“I have seen the birth of Futurism in Italy and the evolution of Cubism in France. Also more recently, the explorations of Pop and Op Movements…Who can judge Igal’s new technique as too daring?”
[Gutierrez Tibon, Mexican Encyclopedia]
In 1971, Igal was invited to create an Instyroart mural 40’ x 8’, called “Universe, Trip into Space,” at the Ontario Institute for Studies in Education, a science fiction writers conference in Toronto, Canada.
Art Critics of Mexico:
El Sol de Mexico: About the portrait of B. Traven, “In this painting [Igal] manifests all the art that surges from the palette and brush of this genius painter.” [Editorial, 1967]
El Sol de Mexico: “Igal is a Post Impressionist attracted by nature, and humans as a part of nature, human figures growing from the earth and vegetation interlace in his painting, and his art is a reflection, a poetry of his love for life.” [E.Z. de Brault, 1966]
“It is as a portraitist that Igal expresses the most powerful touch of his brush. The portrait of B. Traven is evocative, a testimony of passion. It is fascinating to see him working. In just a few seconds the colors spring from his hand, transmitting to the spectator an intense emotion.” [Rosa Ellena Lujan, 1967]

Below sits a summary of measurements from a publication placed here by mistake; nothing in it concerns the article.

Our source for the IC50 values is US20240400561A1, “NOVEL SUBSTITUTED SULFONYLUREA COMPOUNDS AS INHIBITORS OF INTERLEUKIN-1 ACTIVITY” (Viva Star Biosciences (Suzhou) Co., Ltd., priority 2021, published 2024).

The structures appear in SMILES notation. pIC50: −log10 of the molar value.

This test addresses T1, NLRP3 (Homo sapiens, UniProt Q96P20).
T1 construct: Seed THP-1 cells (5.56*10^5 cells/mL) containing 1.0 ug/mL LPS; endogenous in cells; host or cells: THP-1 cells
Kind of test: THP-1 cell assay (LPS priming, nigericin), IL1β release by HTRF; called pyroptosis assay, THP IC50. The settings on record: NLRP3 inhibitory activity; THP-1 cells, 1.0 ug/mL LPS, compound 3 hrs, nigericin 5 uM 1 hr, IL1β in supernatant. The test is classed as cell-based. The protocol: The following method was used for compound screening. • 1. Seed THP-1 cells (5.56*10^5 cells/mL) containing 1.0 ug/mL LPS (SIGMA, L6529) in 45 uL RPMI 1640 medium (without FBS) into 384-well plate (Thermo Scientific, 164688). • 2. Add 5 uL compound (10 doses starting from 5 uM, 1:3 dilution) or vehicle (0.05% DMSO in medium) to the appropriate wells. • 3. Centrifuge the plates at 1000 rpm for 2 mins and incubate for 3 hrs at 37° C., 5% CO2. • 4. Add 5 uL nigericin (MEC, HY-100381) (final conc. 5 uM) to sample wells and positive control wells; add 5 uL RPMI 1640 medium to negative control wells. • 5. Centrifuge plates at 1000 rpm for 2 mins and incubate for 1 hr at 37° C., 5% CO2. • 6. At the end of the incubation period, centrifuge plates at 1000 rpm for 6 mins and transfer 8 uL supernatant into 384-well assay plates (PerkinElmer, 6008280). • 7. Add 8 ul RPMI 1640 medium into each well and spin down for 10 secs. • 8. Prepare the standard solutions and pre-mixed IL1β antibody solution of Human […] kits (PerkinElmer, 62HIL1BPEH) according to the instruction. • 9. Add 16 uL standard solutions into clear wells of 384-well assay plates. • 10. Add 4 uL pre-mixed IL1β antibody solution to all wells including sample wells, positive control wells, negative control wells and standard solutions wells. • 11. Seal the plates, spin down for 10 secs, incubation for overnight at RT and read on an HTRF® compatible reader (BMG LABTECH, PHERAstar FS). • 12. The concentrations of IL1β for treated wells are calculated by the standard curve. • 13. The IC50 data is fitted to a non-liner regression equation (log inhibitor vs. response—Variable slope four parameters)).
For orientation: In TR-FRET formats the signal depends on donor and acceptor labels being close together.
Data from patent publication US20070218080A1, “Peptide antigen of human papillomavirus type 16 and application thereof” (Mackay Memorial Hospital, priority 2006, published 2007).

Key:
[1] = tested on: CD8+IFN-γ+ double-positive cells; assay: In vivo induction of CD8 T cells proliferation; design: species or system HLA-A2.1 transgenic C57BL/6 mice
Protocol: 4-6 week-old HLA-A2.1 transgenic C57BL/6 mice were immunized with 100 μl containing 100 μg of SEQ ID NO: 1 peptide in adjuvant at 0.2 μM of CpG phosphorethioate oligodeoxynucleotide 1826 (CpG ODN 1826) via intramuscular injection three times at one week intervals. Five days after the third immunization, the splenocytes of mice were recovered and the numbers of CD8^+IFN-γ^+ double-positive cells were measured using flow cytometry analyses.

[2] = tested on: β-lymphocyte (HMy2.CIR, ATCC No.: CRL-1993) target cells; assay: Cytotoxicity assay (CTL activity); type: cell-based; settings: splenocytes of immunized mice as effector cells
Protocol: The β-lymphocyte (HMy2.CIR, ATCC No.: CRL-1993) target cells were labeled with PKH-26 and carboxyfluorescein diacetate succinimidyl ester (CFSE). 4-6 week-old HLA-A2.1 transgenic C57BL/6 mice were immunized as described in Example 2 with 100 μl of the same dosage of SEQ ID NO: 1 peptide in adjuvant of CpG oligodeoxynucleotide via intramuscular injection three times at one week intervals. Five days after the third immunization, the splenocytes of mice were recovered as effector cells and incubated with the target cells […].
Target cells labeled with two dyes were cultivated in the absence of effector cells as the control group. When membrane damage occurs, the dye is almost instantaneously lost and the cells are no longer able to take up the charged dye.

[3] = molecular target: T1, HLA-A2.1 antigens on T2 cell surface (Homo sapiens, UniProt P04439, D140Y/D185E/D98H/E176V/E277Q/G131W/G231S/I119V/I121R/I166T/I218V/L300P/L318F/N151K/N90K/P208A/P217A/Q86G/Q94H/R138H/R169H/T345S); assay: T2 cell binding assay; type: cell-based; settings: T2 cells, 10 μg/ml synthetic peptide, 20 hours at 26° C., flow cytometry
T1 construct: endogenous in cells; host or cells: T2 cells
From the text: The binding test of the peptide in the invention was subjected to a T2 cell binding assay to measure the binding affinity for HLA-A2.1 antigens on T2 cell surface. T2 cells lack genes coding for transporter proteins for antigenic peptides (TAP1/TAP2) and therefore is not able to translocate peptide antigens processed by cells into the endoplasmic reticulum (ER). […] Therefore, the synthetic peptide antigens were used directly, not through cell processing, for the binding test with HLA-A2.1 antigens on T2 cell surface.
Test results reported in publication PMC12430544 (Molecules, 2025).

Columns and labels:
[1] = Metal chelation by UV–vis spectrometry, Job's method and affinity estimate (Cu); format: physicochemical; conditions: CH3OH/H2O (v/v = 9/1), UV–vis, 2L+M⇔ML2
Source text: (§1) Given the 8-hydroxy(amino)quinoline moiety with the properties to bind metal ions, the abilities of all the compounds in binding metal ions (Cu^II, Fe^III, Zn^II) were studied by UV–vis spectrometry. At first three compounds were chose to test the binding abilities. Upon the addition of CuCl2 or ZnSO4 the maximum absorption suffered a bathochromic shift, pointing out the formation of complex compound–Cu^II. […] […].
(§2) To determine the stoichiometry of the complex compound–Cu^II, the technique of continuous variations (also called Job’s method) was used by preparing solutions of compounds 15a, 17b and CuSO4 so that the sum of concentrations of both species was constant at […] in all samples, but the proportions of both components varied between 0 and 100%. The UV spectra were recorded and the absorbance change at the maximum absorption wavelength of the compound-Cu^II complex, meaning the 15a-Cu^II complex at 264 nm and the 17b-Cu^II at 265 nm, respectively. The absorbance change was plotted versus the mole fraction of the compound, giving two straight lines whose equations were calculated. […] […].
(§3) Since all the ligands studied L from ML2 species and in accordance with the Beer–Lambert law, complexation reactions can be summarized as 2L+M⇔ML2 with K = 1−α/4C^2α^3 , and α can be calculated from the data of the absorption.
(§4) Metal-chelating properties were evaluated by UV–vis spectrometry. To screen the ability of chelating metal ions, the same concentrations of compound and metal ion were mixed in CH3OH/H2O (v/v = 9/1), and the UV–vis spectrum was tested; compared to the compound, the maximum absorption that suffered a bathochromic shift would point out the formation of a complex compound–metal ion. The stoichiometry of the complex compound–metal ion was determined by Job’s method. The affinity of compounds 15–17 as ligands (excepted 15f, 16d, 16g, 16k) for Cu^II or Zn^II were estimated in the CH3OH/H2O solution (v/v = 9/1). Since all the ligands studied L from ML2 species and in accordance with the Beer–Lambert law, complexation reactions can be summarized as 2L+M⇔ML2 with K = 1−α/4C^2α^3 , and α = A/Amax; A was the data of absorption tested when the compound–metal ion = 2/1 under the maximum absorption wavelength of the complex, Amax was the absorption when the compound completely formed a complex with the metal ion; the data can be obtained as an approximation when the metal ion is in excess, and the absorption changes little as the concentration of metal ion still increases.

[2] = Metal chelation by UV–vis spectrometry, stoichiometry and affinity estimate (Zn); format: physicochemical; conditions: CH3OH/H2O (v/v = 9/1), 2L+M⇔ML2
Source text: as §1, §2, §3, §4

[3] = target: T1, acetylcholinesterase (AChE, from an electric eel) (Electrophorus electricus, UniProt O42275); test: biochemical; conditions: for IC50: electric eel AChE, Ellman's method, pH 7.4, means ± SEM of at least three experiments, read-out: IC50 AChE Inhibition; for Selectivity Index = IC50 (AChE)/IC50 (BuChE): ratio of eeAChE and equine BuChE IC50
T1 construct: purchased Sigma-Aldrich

The Excelsior: “The colors are clean, the paintings are expressive, rich in atmosphere. Immediately, you get the sense of a Neo Impressionist artist.” [Margarita Nelkin, 1967]
El Dia: “When you see Igal’s paintings, you cannot help but associate with the Impressionists. It is easy to cite Monet, Van Gogh, Sisley. For me, some of his paintings make me think of the singular English painter, Turner, the true precursor of Impressionism.” [A. Foppa, 1967]
“Igal is not a ‘consecrated artist,’ not a member of the elite world of renowned artists, but his unique contribution to the world of art is the only portrait to be known in the world of the mysterious writer, B. Traven.” [Ricardo Pina, 1967]
Revista Mexicana de la Cultura: “From the caves of Altamira to Picasso, painting was created on a passive surface. For the first time in pictorial art, the surface ceases to be just a simple support for the painting and it creates a play of colors, ‘Instyroart’ is born. It achieves the third dimension without being sculpture.” [J. Pichardo, 1969]